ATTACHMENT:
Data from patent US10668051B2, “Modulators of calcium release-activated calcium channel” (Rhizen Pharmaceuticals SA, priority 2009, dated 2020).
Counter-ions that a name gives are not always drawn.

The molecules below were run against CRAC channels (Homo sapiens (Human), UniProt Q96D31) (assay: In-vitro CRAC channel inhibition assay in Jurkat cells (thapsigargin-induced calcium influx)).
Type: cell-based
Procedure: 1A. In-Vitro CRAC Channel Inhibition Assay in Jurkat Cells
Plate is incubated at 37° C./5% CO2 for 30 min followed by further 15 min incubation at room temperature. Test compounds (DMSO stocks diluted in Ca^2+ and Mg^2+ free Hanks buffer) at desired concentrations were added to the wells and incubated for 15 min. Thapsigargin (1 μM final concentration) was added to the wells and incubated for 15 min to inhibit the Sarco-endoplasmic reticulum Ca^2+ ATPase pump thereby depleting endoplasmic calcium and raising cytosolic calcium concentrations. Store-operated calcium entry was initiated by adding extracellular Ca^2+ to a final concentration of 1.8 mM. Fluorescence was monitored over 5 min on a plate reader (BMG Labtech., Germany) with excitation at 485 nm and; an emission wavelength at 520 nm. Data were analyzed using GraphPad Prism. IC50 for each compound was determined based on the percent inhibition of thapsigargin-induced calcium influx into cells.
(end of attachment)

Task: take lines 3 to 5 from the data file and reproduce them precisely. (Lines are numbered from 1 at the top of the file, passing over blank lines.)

The molecules below were run against CRAC channels (Homo sapiens (Human), UniProt Q96D31) (assay: In-vitro CRAC channel inhibition assay in Jurkat cells (thapsigargin-induced calcium influx)).
Type: cell-based
Procedure: 1A. In-Vitro CRAC Channel Inhibition Assay in Jurkat Cells